The State has appealed the High Court decision of Justice Frank Seepersad on 14 July 2014 to order publication of the legal opinions on which they had been relying thus far. That hearing is now set for Wednesday 28 January 2015 at the Appeal Court in POS. At the preliminary hearing on Thursday 20 November, the State was represented by a seven-member team of attorneys, led by Russell Martineau SC.
Minister Tewarie has repeatedly told the public that the Appraisal rules for the Invader’s Bay development were first announced in his speech to the Annual Dinner of the T&T Contractors’ Association on Saturday 5 November 2011. That is true, I was there and heard the Minister do just as he said. The issue here is that the closing-date stipulated in the Invader’s Bay Request for Proposals (RFP) was 4 October 2011, which was over one month before the rules were published. Given that fact, the proposers would not have known the rules of the competition and it is fair to say there was no competition at all. None. Just imagine the rules for a Calypso competition being distributed the week after the singers had performed. The RFP process for Invader’s Bay was therefore improper, voidable and illegal.
The most disturbing aspect of this nonsense, is that it raises disturbing questions as to what is fast becoming a new normal in our society. To my mind, there are two possibilities.
The first is that the Minister was simply unaware that he was describing improper and unlawful acts. If that is the case, one has to wonder at the quality of advice available to our Cabinet. Are we now to accept that this is the proper way to proceed?
The second possibility is that the Minister was properly-briefed that the late publication of those rules was improper and that the entire RFP process was therefore voidable, but chose to act as if the whole process was ‘above-board’. That Minister continues to insist that there is nothing improper taking place at Invader’s Bay and so on. I tell you. Read the rest of this entry »
The continued dispute over the Debe-Mon Desir Link of the Point Fortin Highway and the growing public debate over this issue require further attention to certain critical aspects.
The Armstrong Report was published in March 2013 after a process agreed between parties to the dispute over this highway link. It is a significant achievement in the journey to a more considered and consultative approach to national development. Given the shifting grounds of the dispute and the nature of the various statements, it is necessary to clarify some of the key issues.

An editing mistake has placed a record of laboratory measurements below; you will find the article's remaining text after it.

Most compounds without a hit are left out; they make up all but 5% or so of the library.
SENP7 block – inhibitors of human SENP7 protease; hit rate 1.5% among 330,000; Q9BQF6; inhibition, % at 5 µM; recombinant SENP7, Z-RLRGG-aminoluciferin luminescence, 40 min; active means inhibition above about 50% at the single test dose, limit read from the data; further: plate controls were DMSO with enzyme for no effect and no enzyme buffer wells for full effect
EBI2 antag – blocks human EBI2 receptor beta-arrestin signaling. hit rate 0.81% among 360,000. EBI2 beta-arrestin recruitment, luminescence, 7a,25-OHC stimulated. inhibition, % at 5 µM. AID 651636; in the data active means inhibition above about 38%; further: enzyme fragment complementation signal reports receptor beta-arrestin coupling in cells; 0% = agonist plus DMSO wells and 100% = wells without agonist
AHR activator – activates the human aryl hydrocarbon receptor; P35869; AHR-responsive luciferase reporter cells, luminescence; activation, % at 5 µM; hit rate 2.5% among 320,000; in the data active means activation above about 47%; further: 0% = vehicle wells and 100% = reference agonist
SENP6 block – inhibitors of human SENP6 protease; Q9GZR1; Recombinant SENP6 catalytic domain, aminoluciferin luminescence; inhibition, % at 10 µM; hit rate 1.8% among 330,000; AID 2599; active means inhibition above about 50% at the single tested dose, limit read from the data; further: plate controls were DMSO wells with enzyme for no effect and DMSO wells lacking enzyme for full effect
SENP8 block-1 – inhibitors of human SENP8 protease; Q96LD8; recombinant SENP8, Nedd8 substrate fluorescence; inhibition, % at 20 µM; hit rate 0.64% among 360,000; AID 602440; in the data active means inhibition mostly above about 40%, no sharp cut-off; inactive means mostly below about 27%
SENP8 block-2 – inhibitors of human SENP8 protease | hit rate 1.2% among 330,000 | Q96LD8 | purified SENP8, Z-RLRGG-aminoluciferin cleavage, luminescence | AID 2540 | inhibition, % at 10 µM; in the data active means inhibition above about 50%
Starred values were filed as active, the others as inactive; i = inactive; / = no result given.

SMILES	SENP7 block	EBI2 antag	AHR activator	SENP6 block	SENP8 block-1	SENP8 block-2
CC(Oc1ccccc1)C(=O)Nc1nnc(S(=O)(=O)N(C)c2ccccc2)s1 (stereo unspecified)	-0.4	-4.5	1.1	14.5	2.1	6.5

The three main issues to be clarified are –
The Armstrong Report
The State’s position in relation to The Armstrong Report is a critical element of the dispute, so it is important to detail how this has morphed, like so much else in this matter. The Ministry of Works & Infrastructure Press Statement of 3 December 2012 ‘welcomed the inputs…from the JCC, FITUN, T&T Transparency Institute and Working Women‘ and went on to note that ‘the discussions had been very fruitful‘. That statement settled a basic framework for a Review of the elements of the link which were in dispute, with the preliminary Report to be provided within 60 days ‘to NIDCO for its consideration and publication thereafter’. Some people have tried to restrict the meaning of NIDCO’s ‘consideration’ of The Armstrong Report to a merely editorial vetting which implied no commitment to any post-publication consideration. The only conceivable reason for a party to this kind of process to have the right to review the preliminary Report would be to address factual errors in a situation in which the completed Report is of some significance.
At the post-Cabinet Press Briefing on Thursday 14 February 2013, the then ‘line Minister’ for NIDCO, Emmanuel George, said that the Report gave the State the ‘green light’, thanked the members of the Highway Review Committee and was reported to have agreed to ‘…as far as possible, accommodate their suggestions and recommendations…‘.
The only reasonable meaning to put to the State’s actions and agreements at the time was that there was a commitment to consider the recommendations of the Report. Of course we are now hearing from officials that there was no commitment to adopt or consider any of the recommendations in The Armstrong Report.
As a reality check, just ask yourself what would have been the position if The Armstrong Report had fully vindicated the State’s actions.
The Highway Contract
The high cost of halting construction is the main argument being used by the State to criticise The Armstrong Report and in its litigation with the Highway Re-Route Movement (HRM). On 25 February 2013, NIDCO wrote to JCC with its comments on the preliminary Report and the first page of that letter noted its concern that no consideration had been given to the fact that a $5.2Billion construction contract was in existence for this project. (Comment #2 on p. 30) That complaint is fundamentally misplaced, to say the least, since technical and scientific reviews do not normally take financial or commercial elements into account as material considerations.